I think myself, if I was needing to go to treatment, I would probably be somebody that it would take a lot of work and time and energy to convince me to go somewhere to treatment. I know myself, and I know that the idea of giving up autonomy would be something that would be very, very difficult for me, just because of my personality.

So why? Why do that then? Why make such a big decision and take those steps?

One of the things I like to help people think about when they’re coming to treatment is, as hard as it is and as much time as it takes, I’ve literally, in these 20 years, never ever met somebody who said, “I stayed in treatment for too long.” Never.

And I try to help people think of their life as almost like an encyclopedia with lots of books and chapters. Within that whole encyclopedia of life, the amount of time that we’re asking somebody to dig into this process of treatment is a very small amount of time. It’s a big sacrifice. But it’s a small amount of time.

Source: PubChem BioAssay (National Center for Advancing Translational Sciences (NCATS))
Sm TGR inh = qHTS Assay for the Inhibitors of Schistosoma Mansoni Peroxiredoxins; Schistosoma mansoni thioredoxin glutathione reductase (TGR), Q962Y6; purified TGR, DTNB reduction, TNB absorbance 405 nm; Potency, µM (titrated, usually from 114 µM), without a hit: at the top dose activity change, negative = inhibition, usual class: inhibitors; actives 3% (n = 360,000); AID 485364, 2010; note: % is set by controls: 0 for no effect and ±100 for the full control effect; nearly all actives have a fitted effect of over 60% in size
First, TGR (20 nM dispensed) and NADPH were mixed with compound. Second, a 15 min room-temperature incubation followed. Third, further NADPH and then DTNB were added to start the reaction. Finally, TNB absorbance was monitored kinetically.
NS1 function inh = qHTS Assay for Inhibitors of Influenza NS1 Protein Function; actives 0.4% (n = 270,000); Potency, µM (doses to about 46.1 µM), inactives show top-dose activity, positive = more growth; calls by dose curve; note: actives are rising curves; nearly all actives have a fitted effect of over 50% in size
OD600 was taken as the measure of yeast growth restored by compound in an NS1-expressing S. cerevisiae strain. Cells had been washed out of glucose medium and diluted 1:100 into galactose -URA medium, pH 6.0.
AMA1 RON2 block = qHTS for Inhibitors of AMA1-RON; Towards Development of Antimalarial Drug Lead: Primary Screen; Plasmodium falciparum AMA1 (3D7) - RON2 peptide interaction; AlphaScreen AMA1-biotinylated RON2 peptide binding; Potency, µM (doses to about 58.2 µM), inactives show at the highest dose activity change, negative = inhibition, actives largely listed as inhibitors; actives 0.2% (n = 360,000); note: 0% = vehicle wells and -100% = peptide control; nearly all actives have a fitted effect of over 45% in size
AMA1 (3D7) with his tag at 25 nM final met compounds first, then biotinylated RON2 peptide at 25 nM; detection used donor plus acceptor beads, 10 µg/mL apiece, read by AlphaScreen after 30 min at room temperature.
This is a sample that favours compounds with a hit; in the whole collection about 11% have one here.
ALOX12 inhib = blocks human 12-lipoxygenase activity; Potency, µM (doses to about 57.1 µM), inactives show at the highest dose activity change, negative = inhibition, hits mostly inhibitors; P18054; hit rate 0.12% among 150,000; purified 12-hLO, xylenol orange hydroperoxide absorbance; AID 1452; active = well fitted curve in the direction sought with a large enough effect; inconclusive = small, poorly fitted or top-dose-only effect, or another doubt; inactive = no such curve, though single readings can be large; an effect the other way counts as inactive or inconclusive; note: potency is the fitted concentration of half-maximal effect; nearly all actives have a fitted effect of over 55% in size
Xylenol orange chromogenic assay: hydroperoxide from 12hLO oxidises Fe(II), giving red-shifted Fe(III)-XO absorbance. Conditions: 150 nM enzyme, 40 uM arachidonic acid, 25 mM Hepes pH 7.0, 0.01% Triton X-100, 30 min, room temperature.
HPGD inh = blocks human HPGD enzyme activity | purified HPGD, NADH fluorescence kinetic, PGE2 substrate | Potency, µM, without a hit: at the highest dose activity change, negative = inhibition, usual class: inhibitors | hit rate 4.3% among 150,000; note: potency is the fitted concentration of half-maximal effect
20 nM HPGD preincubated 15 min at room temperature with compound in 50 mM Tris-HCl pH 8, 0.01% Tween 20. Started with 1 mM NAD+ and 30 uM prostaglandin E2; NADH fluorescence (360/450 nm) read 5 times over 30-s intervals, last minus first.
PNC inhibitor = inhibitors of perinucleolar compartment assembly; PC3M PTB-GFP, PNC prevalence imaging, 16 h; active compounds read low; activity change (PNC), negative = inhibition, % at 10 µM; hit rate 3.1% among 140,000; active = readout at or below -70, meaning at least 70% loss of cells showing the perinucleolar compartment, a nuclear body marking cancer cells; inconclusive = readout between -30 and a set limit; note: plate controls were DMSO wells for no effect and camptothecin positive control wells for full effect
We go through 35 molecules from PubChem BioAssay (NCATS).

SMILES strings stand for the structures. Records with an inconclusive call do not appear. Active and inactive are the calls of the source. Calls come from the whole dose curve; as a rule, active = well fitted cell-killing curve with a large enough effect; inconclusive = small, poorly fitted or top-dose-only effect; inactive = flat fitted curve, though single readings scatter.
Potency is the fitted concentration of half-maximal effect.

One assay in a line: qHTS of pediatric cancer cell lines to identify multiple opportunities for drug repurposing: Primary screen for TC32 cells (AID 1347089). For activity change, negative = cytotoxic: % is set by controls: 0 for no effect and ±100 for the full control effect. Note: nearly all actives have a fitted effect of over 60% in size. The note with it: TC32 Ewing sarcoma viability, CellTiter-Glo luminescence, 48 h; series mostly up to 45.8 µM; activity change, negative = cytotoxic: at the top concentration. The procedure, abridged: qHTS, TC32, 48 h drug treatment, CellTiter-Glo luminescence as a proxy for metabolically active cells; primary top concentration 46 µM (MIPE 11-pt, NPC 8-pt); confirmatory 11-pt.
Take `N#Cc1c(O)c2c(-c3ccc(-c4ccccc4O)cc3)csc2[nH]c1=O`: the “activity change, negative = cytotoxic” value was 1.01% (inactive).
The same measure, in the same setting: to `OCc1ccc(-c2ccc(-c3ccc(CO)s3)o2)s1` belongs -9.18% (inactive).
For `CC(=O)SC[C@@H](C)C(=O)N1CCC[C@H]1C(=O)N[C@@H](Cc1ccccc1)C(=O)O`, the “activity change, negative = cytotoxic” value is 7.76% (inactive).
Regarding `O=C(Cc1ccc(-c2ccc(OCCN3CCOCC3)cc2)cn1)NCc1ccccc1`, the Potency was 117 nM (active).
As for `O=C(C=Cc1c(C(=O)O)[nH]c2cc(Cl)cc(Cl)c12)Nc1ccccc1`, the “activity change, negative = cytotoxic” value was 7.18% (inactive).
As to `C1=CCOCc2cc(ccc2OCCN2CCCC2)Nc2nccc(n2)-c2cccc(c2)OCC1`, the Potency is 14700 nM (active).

And why I’m so committed to this, and why I feel so passionate about doing this work, is because not only do I have what Emerson calls “an advanced experience” in being able to be a provider and be a healer and work with a team which is very special to me. But also to be able to be a witness to a person who’s come into treatment in pain, and to see their future take such a different direction.

So when you come here, you’re making this investment. And what we want to see after that period of time is a very different life trajectory, where there’s more peace.

If you have an eating disorder, a peaceful relationship with food and your body is a part of that. If you have a mental health disorder as a primary disorder, it’s where you’re feeling lifted and relieved of that pain, and hopeful and with clarity in your thinking process.